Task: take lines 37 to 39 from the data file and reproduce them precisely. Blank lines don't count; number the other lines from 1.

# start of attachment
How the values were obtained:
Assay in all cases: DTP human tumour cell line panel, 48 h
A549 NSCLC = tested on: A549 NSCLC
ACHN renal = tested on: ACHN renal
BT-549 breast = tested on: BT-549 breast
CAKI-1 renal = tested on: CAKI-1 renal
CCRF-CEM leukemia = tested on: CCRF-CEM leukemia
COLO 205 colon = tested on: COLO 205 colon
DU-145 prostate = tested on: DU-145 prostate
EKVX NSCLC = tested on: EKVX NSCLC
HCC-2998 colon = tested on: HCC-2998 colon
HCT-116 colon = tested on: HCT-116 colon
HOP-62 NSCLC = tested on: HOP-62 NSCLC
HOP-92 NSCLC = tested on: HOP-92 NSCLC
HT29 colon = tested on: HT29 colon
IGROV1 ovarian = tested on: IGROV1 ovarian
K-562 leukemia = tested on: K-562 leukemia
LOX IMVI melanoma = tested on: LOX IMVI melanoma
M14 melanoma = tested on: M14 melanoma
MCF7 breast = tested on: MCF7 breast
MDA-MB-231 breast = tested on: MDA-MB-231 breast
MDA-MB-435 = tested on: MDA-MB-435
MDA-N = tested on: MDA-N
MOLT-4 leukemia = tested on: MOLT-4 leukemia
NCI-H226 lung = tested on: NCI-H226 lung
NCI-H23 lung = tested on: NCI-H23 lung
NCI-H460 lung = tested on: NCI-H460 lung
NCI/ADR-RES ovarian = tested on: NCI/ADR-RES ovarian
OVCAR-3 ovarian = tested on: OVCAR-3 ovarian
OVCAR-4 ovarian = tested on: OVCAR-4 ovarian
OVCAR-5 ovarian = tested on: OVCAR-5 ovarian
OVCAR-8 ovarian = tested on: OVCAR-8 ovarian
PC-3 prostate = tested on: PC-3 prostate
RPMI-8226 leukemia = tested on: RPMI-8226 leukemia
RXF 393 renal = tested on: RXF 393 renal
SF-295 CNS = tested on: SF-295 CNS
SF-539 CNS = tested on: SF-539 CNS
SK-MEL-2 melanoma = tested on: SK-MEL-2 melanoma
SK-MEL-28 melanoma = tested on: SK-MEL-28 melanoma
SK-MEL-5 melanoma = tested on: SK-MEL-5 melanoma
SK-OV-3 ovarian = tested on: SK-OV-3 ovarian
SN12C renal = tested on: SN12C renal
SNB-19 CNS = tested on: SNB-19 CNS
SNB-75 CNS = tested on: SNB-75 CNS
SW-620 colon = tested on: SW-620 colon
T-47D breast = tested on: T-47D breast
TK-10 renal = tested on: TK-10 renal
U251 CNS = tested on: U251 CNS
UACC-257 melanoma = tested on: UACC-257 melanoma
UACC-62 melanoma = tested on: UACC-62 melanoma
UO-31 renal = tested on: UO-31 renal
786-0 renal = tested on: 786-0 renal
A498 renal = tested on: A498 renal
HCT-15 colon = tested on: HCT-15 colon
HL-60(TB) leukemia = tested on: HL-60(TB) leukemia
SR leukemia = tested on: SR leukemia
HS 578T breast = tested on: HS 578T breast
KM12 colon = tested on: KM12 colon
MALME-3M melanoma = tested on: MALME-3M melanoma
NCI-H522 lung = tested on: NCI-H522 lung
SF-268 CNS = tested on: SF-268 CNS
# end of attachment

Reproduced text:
SF-539 CNS = tested on: SF-539 CNS
SK-MEL-2 melanoma = tested on: SK-MEL-2 melanoma
SK-MEL-28 melanoma = tested on: SK-MEL-28 melanoma